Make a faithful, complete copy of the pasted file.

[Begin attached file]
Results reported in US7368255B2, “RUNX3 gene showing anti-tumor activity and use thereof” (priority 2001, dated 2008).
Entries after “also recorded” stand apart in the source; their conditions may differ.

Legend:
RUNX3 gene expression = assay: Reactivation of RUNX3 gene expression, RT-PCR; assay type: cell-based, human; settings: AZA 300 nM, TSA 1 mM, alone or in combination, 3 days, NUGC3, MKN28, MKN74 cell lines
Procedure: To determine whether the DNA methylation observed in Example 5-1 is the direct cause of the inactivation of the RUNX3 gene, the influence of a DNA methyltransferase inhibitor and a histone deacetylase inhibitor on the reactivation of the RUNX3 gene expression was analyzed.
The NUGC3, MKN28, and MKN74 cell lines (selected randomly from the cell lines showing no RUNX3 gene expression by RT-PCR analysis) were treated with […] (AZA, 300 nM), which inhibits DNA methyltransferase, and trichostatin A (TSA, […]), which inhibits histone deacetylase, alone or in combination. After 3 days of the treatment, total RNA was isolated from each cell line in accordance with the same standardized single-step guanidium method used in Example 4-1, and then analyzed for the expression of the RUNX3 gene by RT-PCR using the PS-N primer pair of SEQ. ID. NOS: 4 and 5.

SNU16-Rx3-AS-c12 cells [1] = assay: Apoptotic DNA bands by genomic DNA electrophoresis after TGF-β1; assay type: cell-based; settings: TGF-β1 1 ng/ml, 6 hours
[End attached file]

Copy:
Results reported in US7368255B2, “RUNX3 gene showing anti-tumor activity and use thereof” (priority 2001, dated 2008).
Entries after “also recorded” stand apart in the source; their conditions may differ.

Legend:
RUNX3 gene expression = assay: Reactivation of RUNX3 gene expression, RT-PCR; assay type: cell-based, human; settings: AZA 300 nM, TSA 1 mM, alone or in combination, 3 days, NUGC3, MKN28, MKN74 cell lines
Procedure: To determine whether the DNA methylation observed in Example 5-1 is the direct cause of the inactivation of the RUNX3 gene, the influence of a DNA methyltransferase inhibitor and a histone deacetylase inhibitor on the reactivation of the RUNX3 gene expression was analyzed.
The NUGC3, MKN28, and MKN74 cell lines (selected randomly from the cell lines showing no RUNX3 gene expression by RT-PCR analysis) were treated with […] (AZA, 300 nM), which inhibits DNA methyltransferase, and trichostatin A (TSA, […]), which inhibits histone deacetylase, alone or in combination. After 3 days of the treatment, total RNA was isolated from each cell line in accordance with the same standardized single-step guanidium method used in Example 4-1, and then analyzed for the expression of the RUNX3 gene by RT-PCR using the PS-N primer pair of SEQ. ID. NOS: 4 and 5.

SNU16-Rx3-AS-c12 cells [1] = assay: Apoptotic DNA bands by genomic DNA electrophoresis after TGF-β1; assay type: cell-based; settings: TGF-β1 1 ng/ml, 6 hours